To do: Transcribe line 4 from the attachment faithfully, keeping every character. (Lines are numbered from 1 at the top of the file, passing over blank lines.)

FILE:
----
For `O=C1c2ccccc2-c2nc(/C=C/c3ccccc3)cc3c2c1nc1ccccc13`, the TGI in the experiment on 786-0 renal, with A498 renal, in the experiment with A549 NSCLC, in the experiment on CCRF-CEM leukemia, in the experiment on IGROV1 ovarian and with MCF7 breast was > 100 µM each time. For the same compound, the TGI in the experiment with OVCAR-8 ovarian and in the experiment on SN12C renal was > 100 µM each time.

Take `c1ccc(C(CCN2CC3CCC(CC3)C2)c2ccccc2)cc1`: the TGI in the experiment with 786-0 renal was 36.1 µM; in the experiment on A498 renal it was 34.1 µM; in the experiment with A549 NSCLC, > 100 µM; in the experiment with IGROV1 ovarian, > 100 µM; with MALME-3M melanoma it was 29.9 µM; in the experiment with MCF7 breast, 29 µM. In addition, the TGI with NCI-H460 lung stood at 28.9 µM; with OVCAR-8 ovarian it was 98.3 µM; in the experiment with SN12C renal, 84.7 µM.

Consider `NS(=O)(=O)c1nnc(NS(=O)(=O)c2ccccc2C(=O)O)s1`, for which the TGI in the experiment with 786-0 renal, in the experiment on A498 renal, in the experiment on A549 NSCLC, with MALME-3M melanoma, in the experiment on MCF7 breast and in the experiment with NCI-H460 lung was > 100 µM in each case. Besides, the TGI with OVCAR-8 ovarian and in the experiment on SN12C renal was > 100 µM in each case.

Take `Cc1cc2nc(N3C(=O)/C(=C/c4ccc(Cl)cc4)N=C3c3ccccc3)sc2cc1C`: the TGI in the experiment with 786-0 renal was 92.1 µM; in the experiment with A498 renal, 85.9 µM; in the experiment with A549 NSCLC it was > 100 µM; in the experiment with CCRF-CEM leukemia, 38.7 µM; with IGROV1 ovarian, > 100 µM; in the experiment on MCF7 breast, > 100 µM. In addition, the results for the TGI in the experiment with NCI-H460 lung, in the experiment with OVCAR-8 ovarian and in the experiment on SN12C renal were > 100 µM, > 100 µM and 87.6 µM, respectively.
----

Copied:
Take `Cc1cc2nc(N3C(=O)/C(=C/c4ccc(Cl)cc4)N=C3c3ccccc3)sc2cc1C`: the TGI in the experiment with 786-0 renal was 92.1 µM; in the experiment with A498 renal, 85.9 µM; in the experiment with A549 NSCLC it was > 100 µM; in the experiment with CCRF-CEM leukemia, 38.7 µM; with IGROV1 ovarian, > 100 µM; in the experiment on MCF7 breast, > 100 µM. In addition, the results for the TGI in the experiment with NCI-H460 lung, in the experiment with OVCAR-8 ovarian and in the experiment on SN12C renal were > 100 µM, > 100 µM and 87.6 µM, respectively.